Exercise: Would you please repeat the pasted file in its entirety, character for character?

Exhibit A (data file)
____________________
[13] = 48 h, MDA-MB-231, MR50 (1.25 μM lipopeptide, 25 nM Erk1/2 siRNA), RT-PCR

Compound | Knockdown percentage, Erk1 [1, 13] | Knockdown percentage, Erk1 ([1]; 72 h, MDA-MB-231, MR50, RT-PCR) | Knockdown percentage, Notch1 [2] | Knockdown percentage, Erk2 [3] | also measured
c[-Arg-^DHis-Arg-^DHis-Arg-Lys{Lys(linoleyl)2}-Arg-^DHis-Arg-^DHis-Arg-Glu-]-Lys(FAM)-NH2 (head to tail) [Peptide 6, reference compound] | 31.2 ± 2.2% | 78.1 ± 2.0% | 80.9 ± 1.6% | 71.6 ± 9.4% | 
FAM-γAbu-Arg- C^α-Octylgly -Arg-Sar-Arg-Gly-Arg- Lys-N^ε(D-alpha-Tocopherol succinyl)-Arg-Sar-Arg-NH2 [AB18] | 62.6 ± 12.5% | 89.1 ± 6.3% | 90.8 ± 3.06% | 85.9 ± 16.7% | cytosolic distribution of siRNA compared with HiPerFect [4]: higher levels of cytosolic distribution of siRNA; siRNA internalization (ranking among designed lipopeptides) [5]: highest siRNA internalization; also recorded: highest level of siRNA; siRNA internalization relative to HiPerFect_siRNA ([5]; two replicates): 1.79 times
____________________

[13] = 48 h, MDA-MB-231, MR50 (1.25 μM lipopeptide, 25 nM Erk1/2 siRNA), RT-PCR

Compound | Knockdown percentage, Erk1 [1, 13] | Knockdown percentage, Erk1 ([1]; 72 h, MDA-MB-231, MR50, RT-PCR) | Knockdown percentage, Notch1 [2] | Knockdown percentage, Erk2 [3] | also measured
c[-Arg-^DHis-Arg-^DHis-Arg-Lys{Lys(linoleyl)2}-Arg-^DHis-Arg-^DHis-Arg-Glu-]-Lys(FAM)-NH2 (head to tail) [Peptide 6, reference compound] | 31.2 ± 2.2% | 78.1 ± 2.0% | 80.9 ± 1.6% | 71.6 ± 9.4% | 
FAM-γAbu-Arg- C^α-Octylgly -Arg-Sar-Arg-Gly-Arg- Lys-N^ε(D-alpha-Tocopherol succinyl)-Arg-Sar-Arg-NH2 [AB18] | 62.6 ± 12.5% | 89.1 ± 6.3% | 90.8 ± 3.06% | 85.9 ± 16.7% | cytosolic distribution of siRNA compared with HiPerFect [4]: higher levels of cytosolic distribution of siRNA; siRNA internalization (ranking among designed lipopeptides) [5]: highest siRNA internalization; also recorded: highest level of siRNA; siRNA internalization relative to HiPerFect_siRNA ([5]; two replicates): 1.79 times